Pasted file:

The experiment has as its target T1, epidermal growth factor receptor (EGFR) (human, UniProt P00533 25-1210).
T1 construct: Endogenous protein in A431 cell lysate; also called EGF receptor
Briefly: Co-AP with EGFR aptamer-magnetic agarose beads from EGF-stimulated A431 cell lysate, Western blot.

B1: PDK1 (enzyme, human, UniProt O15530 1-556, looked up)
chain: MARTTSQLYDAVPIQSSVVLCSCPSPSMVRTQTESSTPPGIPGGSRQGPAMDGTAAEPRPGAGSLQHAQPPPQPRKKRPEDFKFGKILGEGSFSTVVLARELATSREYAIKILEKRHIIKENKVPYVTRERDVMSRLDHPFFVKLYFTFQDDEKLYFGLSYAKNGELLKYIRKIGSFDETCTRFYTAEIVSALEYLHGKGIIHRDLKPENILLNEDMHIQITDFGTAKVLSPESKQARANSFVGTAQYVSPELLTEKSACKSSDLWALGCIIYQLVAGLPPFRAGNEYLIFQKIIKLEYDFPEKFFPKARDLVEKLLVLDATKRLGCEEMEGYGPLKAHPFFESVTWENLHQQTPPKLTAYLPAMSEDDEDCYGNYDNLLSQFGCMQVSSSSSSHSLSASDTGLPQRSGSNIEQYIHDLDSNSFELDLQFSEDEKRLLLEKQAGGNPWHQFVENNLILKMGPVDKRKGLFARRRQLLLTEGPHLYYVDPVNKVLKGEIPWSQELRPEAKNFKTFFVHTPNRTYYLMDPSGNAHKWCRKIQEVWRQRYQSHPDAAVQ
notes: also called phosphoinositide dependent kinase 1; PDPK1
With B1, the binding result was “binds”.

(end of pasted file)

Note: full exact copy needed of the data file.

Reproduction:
The experiment has as its target T1, epidermal growth factor receptor (EGFR) (human, UniProt P00533 25-1210).
T1 construct: Endogenous protein in A431 cell lysate; also called EGF receptor
Briefly: Co-AP with EGFR aptamer-magnetic agarose beads from EGF-stimulated A431 cell lysate, Western blot.

B1: PDK1 (enzyme, human, UniProt O15530 1-556, looked up)
chain: MARTTSQLYDAVPIQSSVVLCSCPSPSMVRTQTESSTPPGIPGGSRQGPAMDGTAAEPRPGAGSLQHAQPPPQPRKKRPEDFKFGKILGEGSFSTVVLARELATSREYAIKILEKRHIIKENKVPYVTRERDVMSRLDHPFFVKLYFTFQDDEKLYFGLSYAKNGELLKYIRKIGSFDETCTRFYTAEIVSALEYLHGKGIIHRDLKPENILLNEDMHIQITDFGTAKVLSPESKQARANSFVGTAQYVSPELLTEKSACKSSDLWALGCIIYQLVAGLPPFRAGNEYLIFQKIIKLEYDFPEKFFPKARDLVEKLLVLDATKRLGCEEMEGYGPLKAHPFFESVTWENLHQQTPPKLTAYLPAMSEDDEDCYGNYDNLLSQFGCMQVSSSSSSHSLSASDTGLPQRSGSNIEQYIHDLDSNSFELDLQFSEDEKRLLLEKQAGGNPWHQFVENNLILKMGPVDKRKGLFARRRQLLLTEGPHLYYVDPVNKVLKGEIPWSQELRPEAKNFKTFFVHTPNRTYYLMDPSGNAHKWCRKIQEVWRQRYQSHPDAAVQ
notes: also called phosphoinositide dependent kinase 1; PDPK1
With B1, the binding result was “binds”.